Lately my wife and I have been glued to the Food Network. My favorite show at the moment is “Restaurant Impossible” with chef Robert Irvine. Chef Irvine comes into small failing restaurants and attempts to solve their issues. The primary factor leading to failure is usually bad food. The second is generally poor service.
Today I was a bit worried that I wouldn’t come up with something to write about by the end of the day, but after a quick trip to my local Subway, I have all the material I need. I approach the counter and the man looks at me as if expecting me to have something to say. I figure he must want my order so I was about to speak, and he double-takes back to the oven to check on something. Once he resolved whatever issue it was, he comes back to me and literally points at me with his plasticky glove and continues to look at me as if I “know the drill”. He spoke not one word to me. I tried my darndest to wait for him to greet me but I couldn’t take the pregnant silence any longer so I gave him my order. The service did not improve as I was handed off to the next person down the line.
I’ve visited several local Subway’s literally more than one hundred times over the past year and this is a common problem. While I can speculate on the source of the problem (and I often do), my point is that these businesses are really hurting themselves when they don’t take the time to hire employees with people skills and take the time to show their customer’s that they truly respect and value them. It would be no great feat to start a competing sub shop with friendly staff that would blow the pants off of Subway, or any of these other chains with employees that treat customers like they’re just another hurdle between them and closing time.
Like Chef Irvine, it blows me away when I see businesses with such potential make the major mistake of not staying on top of how customers are treated. It’s so simple and inexpensive to train people how to treat customers, or to find people who are naturally personable. But at the same time, as the overall attitude toward you as a customer declines, the potential for unbridled success grows for those of us who truly value your patronage. It’s simple supply-and-demand economics. Respect and gratitude are in short supply, while demand is higher than ever.
Have you had a recent customer service experience that you felt strongly about, either positively or negatively? I’d love to hear about it! Shoot me an email or leave a comment below.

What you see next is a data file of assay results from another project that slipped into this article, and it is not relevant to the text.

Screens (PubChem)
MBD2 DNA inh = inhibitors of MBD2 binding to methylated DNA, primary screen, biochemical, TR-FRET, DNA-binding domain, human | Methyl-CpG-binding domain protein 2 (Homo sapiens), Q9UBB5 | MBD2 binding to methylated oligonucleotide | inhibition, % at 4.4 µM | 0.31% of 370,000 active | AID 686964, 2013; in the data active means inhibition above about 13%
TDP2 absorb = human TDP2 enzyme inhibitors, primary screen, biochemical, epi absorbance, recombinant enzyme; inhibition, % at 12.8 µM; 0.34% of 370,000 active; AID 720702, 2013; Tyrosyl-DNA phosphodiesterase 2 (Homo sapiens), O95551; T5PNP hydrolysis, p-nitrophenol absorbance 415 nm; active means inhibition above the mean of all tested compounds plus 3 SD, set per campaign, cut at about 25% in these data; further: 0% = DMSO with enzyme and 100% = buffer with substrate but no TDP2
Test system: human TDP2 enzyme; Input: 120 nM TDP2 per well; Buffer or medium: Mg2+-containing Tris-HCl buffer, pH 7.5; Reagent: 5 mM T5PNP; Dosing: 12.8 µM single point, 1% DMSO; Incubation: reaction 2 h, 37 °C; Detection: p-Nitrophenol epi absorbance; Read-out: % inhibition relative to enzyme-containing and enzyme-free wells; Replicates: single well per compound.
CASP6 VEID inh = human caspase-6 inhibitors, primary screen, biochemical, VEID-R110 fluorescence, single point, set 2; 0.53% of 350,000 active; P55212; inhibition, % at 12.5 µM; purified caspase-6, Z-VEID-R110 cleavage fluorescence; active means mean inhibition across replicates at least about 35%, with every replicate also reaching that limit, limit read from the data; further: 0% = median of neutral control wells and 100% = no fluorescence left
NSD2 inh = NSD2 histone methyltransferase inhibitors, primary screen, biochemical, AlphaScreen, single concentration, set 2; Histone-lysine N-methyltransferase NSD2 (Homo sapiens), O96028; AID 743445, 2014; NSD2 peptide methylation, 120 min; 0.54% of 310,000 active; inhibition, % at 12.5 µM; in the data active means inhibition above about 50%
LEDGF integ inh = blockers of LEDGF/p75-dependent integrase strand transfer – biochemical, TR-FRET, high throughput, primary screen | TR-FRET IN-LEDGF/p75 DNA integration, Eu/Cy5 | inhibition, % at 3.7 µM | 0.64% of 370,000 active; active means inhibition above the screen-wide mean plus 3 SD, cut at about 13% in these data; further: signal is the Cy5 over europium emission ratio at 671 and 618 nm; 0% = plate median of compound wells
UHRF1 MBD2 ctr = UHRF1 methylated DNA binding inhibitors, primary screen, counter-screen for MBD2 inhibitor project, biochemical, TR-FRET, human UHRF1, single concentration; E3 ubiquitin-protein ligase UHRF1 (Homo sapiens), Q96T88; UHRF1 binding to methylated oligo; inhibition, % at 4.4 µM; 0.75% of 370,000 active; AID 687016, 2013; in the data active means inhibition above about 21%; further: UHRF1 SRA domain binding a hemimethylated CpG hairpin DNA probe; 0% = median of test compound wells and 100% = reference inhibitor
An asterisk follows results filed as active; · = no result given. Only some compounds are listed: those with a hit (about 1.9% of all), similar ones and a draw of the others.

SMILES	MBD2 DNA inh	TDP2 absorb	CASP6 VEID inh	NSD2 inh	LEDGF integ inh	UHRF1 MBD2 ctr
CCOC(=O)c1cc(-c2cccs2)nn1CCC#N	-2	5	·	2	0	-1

I’ve made a lot of choices over the past few months. Choices about which vendors to purchase from, what model of frame to use, what print sizes to offer, what brand of paper to print on, etc. My choices were mostly based upon two options… buy cheap and save money (at least, in the short term), or buy quality and have a product that I can take pride in, and be confident in signing my name on.
I put thought, time, and effort into each photograph as I capture them, I put more thought, time, and effort into processing them to match my vision. Why would I not choose the best possible printer and inks to print them with, the best fine art paper to print them on, and the best quality mat board, mount board, and frames to display them in? Why go through all that effort just to compromise the final product to save a few dollars, or even a few thousand dollars? If my business is to succeed, this won’t amount to anything in the long run.
It’s why I purchased an Epson 4900 pigment inkjet printer instead of “making do” with my Canon 9000 with it’s dye based ink. It’s why I chose Museo Portfoleo Rag paper instead of a cheaper grade Epson or Kodak paper. It’s why I chose Bainbridge 4-ply mat over the Hobby Lobby no-name brand that might discolor after a few years.
The downside is that I have to make a much greater initial investment in my business. This is fine with me. Fortunately, I can afford it and have not had to borrow the money at interest. Sure, the amount my business owes myself is pretty intimidating, but I plan to succeed. If I succeed, this initial investment won’t take long to pay back. If I fail, I’m stuck with some really awsome art pieces that I would be happy to have for my home and office.
Over the past year, I’ve spent a LOT of time at Lynda.com and I cannot recommend this valuable resource enough. If you’re not familiar with Lynda.com, it is a library of video tutorials that focuses on software education, but also ventures out into other topics such as photography.
For example, If you want to really learn Photoshop (any version), I cannot stress enough that you should check out Deke McClelland’s series on whatever version you have. If you want to learn the fundamentals of photography, or perhaps freshen up on a few concepts in composition, Ben Long has several excellent videos. I highly recommend his Black and White series.
At $25 a month, it’s well worth it if you have the time to put into it. And you’ll need lots of time. One of Deke’s series on masking is twenty five hours worth of adjustment layer goodness. And yes, I have watched it in its entirety, along with many of his other tutorials.
PHP, Microsoft Office, Windows 7, and Quickbooks are just a sampling of things that you can learn through Lynda.com. I highly recommend.